Caleb Liu
The book certainly has an intriguing premise. Brockheimer's idea of the afterlife is a strange metaphysical situation whereby people end up in a large city seemingly doing precisely what they had been doing in their previous lives. If this is purgatory, it certainly is a strange one. This is where the story begins to intertwine with the "real world" which is embodied by the story of a young woman on an Antarctic expedition.

The book was certainly captivating at the beginning, but I began to grow
I just finished this book and now I need to go to and stare at pictures of puppies before I wander drained of all hope into on-coming traffic. Phew somebody please buy Kevin Brockmeir a balloon bouquet or give him a hug because this guy needs cheering up. I mean don't get me wrong, I like lots of sad, bleak books and I actually think the fatalistic ending was logical and necessary but throw me an interesting charater or a meaningful, complicated relationship every couple of hund ...more
This book brngs to mind a professor I had in college. He was a New York Jew with a withering wit. It was a graphic design class and he took no prisoners. He'd do a crit this way. One grade for the idea and another for the execution and he'd say thinges like this: "You had a great ideer here, A+ ideer, but LOUSY execution. I gotta give ya a D- for execution, so you getta C+."

Well, in the style of this prof, Kev: "GREAT execution, A+ execution; beautifully written. But I gotta give ya a D- for the
This is exactly what the title proclaims to be, a brief history of many people who are already dead, and Laura Byrd, who is soon to be dead. Early on in this book, it becomes very clear what is going on and what is going to happen. Kevin Brockmeier presents so many small, insignificant moments and memories from different peoples’ lives, and the assumption is that this is all going to add up to a very poignant revelation. But it doesn’t. It’s just life, very beautifully told.

Really, not much hap
Gijs Grob
'The Brief History of the Dead' is partly an apocalyptic future novel, akin to 'War With the Newts' or 'On the Beach'. Like in those two books, human existence is wiped out by a destruction force of its own design.

Brockmeier, however, is not interested in the process of destruction itself, but focuses on the last survivor, biologist Laura Byrd, who's utterly alone on the Antarctic. Curiously, though, her adventures are altered with the description of a city where people go to after they die. The
Great book, with a controversial ending. The author opens with an African folktale about the varying levels of death. As long as someone is alive to remember you, you exist on a plane of neither living nor dead. And so we open into a city of the dead, where the afterlife is unexpectedly a lot like normal life. As the people who knew you die, your spirit fades away.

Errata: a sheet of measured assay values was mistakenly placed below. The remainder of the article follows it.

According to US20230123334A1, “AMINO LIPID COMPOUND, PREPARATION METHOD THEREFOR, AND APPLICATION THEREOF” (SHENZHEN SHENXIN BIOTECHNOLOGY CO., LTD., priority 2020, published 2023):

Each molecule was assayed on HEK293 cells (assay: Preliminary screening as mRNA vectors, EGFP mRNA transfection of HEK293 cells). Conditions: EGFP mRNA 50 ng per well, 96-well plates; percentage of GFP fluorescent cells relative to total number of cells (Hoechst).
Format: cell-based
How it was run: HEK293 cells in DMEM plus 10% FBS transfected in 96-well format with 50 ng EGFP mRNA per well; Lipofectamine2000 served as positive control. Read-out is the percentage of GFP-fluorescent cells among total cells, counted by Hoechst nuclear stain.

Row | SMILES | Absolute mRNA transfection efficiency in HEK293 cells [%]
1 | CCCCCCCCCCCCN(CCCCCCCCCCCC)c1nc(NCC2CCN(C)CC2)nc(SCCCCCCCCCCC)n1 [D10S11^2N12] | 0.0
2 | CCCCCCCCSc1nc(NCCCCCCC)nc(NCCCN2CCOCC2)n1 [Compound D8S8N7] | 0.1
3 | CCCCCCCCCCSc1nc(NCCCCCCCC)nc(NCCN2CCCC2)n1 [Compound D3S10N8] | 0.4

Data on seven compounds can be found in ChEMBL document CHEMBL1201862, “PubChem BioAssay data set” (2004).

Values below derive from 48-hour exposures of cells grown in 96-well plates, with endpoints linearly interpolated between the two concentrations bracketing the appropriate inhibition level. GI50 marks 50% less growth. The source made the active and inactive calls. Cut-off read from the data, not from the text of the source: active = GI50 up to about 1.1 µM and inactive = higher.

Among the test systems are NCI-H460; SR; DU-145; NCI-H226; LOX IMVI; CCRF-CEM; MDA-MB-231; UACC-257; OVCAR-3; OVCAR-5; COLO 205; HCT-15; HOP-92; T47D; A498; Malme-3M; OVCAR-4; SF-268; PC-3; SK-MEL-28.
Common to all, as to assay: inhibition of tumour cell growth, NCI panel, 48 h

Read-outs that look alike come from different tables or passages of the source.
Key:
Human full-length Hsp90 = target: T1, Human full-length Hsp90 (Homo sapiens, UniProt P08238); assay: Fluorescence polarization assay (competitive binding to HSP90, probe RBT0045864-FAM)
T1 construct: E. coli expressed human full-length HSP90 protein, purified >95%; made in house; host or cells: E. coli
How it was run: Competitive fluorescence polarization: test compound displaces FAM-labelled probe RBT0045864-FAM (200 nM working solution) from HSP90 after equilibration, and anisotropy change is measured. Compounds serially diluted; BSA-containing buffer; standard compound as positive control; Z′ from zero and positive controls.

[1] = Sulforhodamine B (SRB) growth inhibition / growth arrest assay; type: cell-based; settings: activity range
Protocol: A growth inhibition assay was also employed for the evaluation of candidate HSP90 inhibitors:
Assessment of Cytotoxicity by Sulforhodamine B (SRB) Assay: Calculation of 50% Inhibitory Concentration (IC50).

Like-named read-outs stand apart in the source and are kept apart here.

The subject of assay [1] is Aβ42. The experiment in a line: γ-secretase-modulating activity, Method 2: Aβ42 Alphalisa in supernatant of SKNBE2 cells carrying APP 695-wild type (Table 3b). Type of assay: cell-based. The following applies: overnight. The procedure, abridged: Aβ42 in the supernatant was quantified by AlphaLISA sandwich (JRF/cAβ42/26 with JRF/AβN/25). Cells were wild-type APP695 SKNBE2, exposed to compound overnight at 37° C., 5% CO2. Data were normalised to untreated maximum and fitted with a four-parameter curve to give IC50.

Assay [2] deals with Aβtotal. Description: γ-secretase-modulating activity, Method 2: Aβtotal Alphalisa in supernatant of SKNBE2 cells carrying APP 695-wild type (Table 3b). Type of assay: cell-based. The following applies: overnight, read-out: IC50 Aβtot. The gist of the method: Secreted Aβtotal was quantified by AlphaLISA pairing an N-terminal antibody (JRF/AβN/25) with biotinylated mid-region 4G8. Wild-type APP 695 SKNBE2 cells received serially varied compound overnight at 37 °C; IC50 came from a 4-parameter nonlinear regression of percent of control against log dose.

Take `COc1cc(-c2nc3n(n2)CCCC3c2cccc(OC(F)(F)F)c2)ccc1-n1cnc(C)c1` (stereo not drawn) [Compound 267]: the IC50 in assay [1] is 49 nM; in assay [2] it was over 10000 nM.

But in the city of the dead something dreadful begins to happen -- whole communities sweep in and sweep out, as people begin to talk
Apr 27, 2008 Joe rated it 3 of 5 stars  ·  review of another edition
Recommends it for: divisive book lovers
Shelves: own
Brockmeier's novel, The Brief History of the Dead, is a curious affair that may not appeal to all readers, especially those who like their narratives straightforward and as unconvoluted as possible.

Although the novel's set-up is amazingly obnoxious (alternating chapters of the "living" - Laura Byrd, a biologist trapped and alone in Antarctica - and the "dead" - a population of recently passed souls who reside in The City), Brockmeier controls both sides quite well with a few missteps along the
Wiebke (1book1review)
This was an interesting read, mainly because of the way the story is told.
The book uses an alternating narration between the here and now on Earth and the City of the Dead. However both narrations are connected and reveal parts of the story. We get a piece of information that makes sense much later in the parallel narration.

I really liked how the story put itself together. However it was not very mysterious and rather obvious what was going on. Overall I thought the ending dragged on and was not
Kim Rox
This story had such potential but for whatever reason lost momentum 3/4 of the way through. By the time it dawned on me, it was too late. I felt duty bound to finish. Hope springs eternal and all that. Disappointing.
Raza Syed
Lyrical and slight, The Brief History of the Dead combines a magic-realist meditation on the afterlife with intriguing hints of science fiction, but the story ultimately flounders in the wake of author Kevin Brockmeier's endless similes and metaphors. Lovely as the imagery is, the omnipresence of the word "like" begins to whine like tinnitus. The penultimate chapter is so choked with purple, belabored visuals that it's practically one unicorn and a rainbow away from reading like a precocious tee ...more

This book had such an interesting premise - when people die, they go to a city where they live until no one on earth has any memory of them. What would happen to the city if everyone on earth died from a virus? What if there was only one person left on earth?

I was hoping for more action, but it became kind of rambly and philosophical about death and the connections we all share.

In a story with the end of the world, I was hoping for more excitement, like zombies.....
Dale White
This isn't the kind of book that will be to everybody's liking but I enjoyed it.

The City is populated by people who have died and they stay "alive" in that realm as long as there is somebody alive in our world that remembers them. We meet a number of people in the City most of whom are connected in some way to Laura Byrd, a research scientist, stranded in the Antarctic. We follow the people in these two settings in alternating chapters.

Now, I am not a person who believes in any type of afterlife
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Born and raised in Little Rock, Arkansas, Brockmeier received his MFA from the Iowa Writer's Workshop in 1997. His stories have been featured in The New Yorker, McSweeny's, Crazyhorse, and The Georgia Review. He is the recipient of an O. Henry Award, the Nelson Algren Award, and a National Endowment of the Arts grant.
More about Kevin Brockmeier...
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“Anyone who has ever experienced love knows that you can have too much or too little. You can have love that parches, love that defeats. You can have love measured out in the wrong proportions. It's like your sunlight and water - the wrong kind of love is just as likely to stifle hope as it is to nourish it.” 29 likes